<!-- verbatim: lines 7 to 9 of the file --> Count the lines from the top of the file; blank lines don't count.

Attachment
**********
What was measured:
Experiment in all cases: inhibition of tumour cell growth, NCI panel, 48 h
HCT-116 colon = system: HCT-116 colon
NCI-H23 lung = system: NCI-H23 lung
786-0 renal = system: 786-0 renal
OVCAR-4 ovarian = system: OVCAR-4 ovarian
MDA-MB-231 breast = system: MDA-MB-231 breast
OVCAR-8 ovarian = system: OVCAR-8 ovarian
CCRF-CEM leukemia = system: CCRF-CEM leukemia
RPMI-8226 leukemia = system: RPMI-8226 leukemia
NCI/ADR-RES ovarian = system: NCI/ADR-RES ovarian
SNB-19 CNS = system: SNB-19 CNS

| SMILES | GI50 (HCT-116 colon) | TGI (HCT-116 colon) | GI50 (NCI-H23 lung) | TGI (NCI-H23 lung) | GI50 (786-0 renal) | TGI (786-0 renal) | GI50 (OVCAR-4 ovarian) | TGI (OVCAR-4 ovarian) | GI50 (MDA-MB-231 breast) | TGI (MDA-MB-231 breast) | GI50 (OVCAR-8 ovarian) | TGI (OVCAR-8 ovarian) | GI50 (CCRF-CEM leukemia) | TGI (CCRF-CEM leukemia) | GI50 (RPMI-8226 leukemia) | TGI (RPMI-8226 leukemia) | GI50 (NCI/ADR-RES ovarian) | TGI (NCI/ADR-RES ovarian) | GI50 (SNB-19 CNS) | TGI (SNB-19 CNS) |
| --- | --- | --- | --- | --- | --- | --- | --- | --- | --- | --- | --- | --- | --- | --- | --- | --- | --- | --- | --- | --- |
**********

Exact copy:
MDA-MB-231 breast = system: MDA-MB-231 breast
OVCAR-8 ovarian = system: OVCAR-8 ovarian
CCRF-CEM leukemia = system: CCRF-CEM leukemia